This is a type of phishing. In this case, users receive an email claiming that a cybercriminal could access the webcam of the potential victim and has a video recording of one's masturbation.
To get rid of the video, victims are asked to pay a ransom (usually using Bitcoin or another cryptocurrency). Nevertheless, all of these claims are false - users who receive such emails should ignore and delete them.
How to spot a malicious email?
While cyber criminals try to make their lure emails look trustworthy, here are some things that you should look for when trying to spot a phishing email:
- Check the sender's ("from") email address: Hover your mouse over the "from" address and check if it's legitimate. For example, if you received an email from Microsoft, be sure to check if the email address is @microsoft.com and not something suspicious like @m1crosoft.com, @microsfot.com, @account-security-noreply.com, etc.
- Check for generic greetings: If the greeting in the email is "Dear user", "Dear @youremail.com", "Dear valued customer", this should raise suspiciousness. Most commonly, companies call you by your name. Lack of this information could signal a phishing attempt.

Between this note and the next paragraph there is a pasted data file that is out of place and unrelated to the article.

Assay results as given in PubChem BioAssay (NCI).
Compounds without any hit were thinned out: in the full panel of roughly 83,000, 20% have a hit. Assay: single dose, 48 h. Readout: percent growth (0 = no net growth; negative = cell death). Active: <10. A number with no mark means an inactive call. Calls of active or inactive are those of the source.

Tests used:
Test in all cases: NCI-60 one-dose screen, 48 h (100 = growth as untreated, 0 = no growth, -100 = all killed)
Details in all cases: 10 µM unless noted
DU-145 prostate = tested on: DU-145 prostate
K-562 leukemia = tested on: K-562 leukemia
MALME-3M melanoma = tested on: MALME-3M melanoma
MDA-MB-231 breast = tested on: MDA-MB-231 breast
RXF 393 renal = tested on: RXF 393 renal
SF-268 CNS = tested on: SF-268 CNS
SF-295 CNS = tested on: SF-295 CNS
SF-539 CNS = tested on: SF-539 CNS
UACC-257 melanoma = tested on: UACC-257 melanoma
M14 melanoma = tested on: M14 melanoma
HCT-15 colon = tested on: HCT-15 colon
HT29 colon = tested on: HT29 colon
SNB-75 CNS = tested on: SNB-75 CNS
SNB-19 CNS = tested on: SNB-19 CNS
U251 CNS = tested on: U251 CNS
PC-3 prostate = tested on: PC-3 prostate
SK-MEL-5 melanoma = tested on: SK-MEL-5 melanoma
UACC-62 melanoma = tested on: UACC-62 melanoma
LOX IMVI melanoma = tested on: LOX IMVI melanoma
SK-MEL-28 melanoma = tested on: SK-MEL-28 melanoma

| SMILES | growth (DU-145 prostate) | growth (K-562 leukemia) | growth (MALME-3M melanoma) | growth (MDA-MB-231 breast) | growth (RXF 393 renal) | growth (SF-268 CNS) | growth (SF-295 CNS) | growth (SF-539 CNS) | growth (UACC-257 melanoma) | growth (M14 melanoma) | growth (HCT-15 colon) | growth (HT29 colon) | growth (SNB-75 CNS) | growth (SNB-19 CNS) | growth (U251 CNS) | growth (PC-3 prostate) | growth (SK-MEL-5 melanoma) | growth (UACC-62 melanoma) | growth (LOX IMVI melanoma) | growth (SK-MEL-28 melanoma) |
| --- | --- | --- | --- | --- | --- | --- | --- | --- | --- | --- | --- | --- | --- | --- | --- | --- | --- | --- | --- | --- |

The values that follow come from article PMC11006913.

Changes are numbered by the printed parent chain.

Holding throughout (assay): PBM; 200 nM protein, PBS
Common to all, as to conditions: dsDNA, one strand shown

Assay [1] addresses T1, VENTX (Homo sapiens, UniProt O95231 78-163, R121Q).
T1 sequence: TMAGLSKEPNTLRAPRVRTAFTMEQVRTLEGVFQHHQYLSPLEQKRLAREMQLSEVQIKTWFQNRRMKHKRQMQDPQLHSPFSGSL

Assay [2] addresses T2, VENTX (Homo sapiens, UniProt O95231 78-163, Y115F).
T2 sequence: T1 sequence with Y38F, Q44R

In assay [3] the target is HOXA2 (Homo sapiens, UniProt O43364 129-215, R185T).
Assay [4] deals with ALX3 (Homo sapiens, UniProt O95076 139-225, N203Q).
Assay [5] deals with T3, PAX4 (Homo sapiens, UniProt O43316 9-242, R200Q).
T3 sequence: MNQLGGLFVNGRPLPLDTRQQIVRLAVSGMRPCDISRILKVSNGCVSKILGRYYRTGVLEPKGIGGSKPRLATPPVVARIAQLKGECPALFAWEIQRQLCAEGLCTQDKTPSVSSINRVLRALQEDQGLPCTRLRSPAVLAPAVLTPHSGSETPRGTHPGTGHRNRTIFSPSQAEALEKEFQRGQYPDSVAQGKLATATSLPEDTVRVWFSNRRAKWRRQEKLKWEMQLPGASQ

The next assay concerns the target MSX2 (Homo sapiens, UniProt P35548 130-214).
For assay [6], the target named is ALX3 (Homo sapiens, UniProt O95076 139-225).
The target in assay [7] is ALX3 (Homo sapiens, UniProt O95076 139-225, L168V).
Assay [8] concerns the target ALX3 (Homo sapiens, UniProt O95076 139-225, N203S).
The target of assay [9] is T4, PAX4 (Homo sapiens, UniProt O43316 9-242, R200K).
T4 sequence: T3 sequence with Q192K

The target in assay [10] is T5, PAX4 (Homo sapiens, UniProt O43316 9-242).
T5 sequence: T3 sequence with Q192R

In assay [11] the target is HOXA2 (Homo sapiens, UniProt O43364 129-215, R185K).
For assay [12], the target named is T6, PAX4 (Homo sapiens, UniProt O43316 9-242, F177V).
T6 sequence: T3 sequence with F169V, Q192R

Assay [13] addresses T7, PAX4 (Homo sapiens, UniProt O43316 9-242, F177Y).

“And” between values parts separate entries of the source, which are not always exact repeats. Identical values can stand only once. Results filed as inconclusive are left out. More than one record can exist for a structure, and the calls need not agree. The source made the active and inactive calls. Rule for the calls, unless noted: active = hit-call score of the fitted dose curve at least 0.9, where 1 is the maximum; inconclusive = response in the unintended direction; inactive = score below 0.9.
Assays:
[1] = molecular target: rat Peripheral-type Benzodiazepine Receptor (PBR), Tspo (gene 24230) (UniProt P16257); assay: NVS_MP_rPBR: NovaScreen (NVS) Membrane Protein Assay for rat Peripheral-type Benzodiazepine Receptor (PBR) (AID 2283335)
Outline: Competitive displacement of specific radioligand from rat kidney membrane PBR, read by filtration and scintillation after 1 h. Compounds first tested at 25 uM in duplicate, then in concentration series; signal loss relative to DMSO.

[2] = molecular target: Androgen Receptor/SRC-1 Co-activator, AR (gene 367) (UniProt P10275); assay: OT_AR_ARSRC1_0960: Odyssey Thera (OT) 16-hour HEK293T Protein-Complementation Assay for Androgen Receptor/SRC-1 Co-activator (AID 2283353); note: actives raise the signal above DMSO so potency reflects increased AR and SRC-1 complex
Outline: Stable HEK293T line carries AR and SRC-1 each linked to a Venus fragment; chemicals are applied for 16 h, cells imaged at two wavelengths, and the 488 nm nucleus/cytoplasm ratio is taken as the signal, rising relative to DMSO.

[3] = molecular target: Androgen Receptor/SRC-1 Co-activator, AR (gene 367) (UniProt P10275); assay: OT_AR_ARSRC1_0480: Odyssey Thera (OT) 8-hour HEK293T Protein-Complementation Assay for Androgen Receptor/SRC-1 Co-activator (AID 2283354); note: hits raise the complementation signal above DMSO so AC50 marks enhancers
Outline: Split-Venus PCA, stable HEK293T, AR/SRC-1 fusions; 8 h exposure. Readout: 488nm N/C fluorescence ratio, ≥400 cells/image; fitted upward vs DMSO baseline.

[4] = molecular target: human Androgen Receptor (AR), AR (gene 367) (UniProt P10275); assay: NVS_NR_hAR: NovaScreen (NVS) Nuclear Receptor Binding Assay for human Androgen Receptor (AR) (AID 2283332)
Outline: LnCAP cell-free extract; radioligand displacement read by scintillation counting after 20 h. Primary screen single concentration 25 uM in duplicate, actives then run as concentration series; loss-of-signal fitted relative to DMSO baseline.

- Check the links in the email: Hover your mouse over the link presented in the email, if the link that appears seems suspicious, don't click it. For example, if you received an email from Microsoft and the link in the email shows that it will go to firebasestorage.googleapis.com/v0... you shouldn't trust it. It's best not to click any links in the emails but to visit the company website that sent you the email in the first place.
- Don't blindly trust email attachments: Most commonly, legitimate companies will ask you to log in to their website and to view any documents there; if you received an email with an attachment, it's a good idea to scan it with an antivirus application. Infected email attachments are a common attack vector used by cybercriminals.
To minimise the risk of opening phishing and malicious emails we recommend using Combo Cleaner Antivirus for Windows.
Example of a spam email:
What to do if you fell for an email scam?
- If you clicked on a link in a phishing email and entered your password - be sure to change your password as soon as possible. Usually, cybercriminals collect stolen credentials and then sell them to other groups that use them for malicious purposes. If you change your password in a timely manner, there's a chance that criminals won't have enough time to do any damage.